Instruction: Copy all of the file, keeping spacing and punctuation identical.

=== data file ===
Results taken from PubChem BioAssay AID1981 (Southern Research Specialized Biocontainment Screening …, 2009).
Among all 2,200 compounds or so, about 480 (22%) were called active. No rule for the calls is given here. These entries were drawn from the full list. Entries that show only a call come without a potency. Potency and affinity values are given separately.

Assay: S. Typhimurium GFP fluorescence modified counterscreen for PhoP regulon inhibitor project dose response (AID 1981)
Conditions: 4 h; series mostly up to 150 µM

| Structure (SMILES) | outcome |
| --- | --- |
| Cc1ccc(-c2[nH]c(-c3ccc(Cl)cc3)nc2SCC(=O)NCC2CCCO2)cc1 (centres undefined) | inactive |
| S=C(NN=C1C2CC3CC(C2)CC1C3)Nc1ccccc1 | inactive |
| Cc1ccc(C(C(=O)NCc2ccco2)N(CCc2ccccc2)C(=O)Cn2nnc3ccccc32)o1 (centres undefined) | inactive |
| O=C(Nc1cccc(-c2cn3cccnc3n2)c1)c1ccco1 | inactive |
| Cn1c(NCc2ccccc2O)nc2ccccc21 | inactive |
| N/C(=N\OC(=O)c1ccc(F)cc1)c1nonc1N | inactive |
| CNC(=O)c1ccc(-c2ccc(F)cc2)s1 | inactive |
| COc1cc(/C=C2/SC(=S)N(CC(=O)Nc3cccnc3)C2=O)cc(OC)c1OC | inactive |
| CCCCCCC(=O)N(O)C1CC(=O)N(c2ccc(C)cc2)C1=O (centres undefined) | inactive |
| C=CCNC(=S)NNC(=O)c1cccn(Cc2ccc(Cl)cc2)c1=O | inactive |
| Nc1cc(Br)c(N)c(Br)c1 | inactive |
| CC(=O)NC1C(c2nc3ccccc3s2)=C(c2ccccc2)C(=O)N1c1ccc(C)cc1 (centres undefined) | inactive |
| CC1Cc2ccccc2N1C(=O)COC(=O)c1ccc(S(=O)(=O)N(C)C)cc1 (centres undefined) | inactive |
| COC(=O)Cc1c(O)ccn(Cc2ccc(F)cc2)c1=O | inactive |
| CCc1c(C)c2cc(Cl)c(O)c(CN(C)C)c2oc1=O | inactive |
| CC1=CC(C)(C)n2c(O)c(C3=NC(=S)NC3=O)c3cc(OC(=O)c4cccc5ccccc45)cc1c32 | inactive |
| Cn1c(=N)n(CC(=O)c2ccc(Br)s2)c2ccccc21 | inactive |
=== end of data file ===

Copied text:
Results taken from PubChem BioAssay AID1981 (Southern Research Specialized Biocontainment Screening …, 2009).
Among all 2,200 compounds or so, about 480 (22%) were called active. No rule for the calls is given here. These entries were drawn from the full list. Entries that show only a call come without a potency. Potency and affinity values are given separately.

Assay: S. Typhimurium GFP fluorescence modified counterscreen for PhoP regulon inhibitor project dose response (AID 1981)
Conditions: 4 h; series mostly up to 150 µM

| Structure (SMILES) | outcome |
| --- | --- |
| Cc1ccc(-c2[nH]c(-c3ccc(Cl)cc3)nc2SCC(=O)NCC2CCCO2)cc1 (centres undefined) | inactive |
| S=C(NN=C1C2CC3CC(C2)CC1C3)Nc1ccccc1 | inactive |
| Cc1ccc(C(C(=O)NCc2ccco2)N(CCc2ccccc2)C(=O)Cn2nnc3ccccc32)o1 (centres undefined) | inactive |
| O=C(Nc1cccc(-c2cn3cccnc3n2)c1)c1ccco1 | inactive |
| Cn1c(NCc2ccccc2O)nc2ccccc21 | inactive |
| N/C(=N\OC(=O)c1ccc(F)cc1)c1nonc1N | inactive |
| CNC(=O)c1ccc(-c2ccc(F)cc2)s1 | inactive |
| COc1cc(/C=C2/SC(=S)N(CC(=O)Nc3cccnc3)C2=O)cc(OC)c1OC | inactive |
| CCCCCCC(=O)N(O)C1CC(=O)N(c2ccc(C)cc2)C1=O (centres undefined) | inactive |
| C=CCNC(=S)NNC(=O)c1cccn(Cc2ccc(Cl)cc2)c1=O | inactive |
| Nc1cc(Br)c(N)c(Br)c1 | inactive |
| CC(=O)NC1C(c2nc3ccccc3s2)=C(c2ccccc2)C(=O)N1c1ccc(C)cc1 (centres undefined) | inactive |
| CC1Cc2ccccc2N1C(=O)COC(=O)c1ccc(S(=O)(=O)N(C)C)cc1 (centres undefined) | inactive |
| COC(=O)Cc1c(O)ccn(Cc2ccc(F)cc2)c1=O | inactive |
| CCc1c(C)c2cc(Cl)c(O)c(CN(C)C)c2oc1=O | inactive |
| CC1=CC(C)(C)n2c(O)c(C3=NC(=S)NC3=O)c3cc(OC(=O)c4cccc5ccccc45)cc1c32 | inactive |
| Cn1c(=N)n(CC(=O)c2ccc(Br)s2)c2ccccc21 | inactive |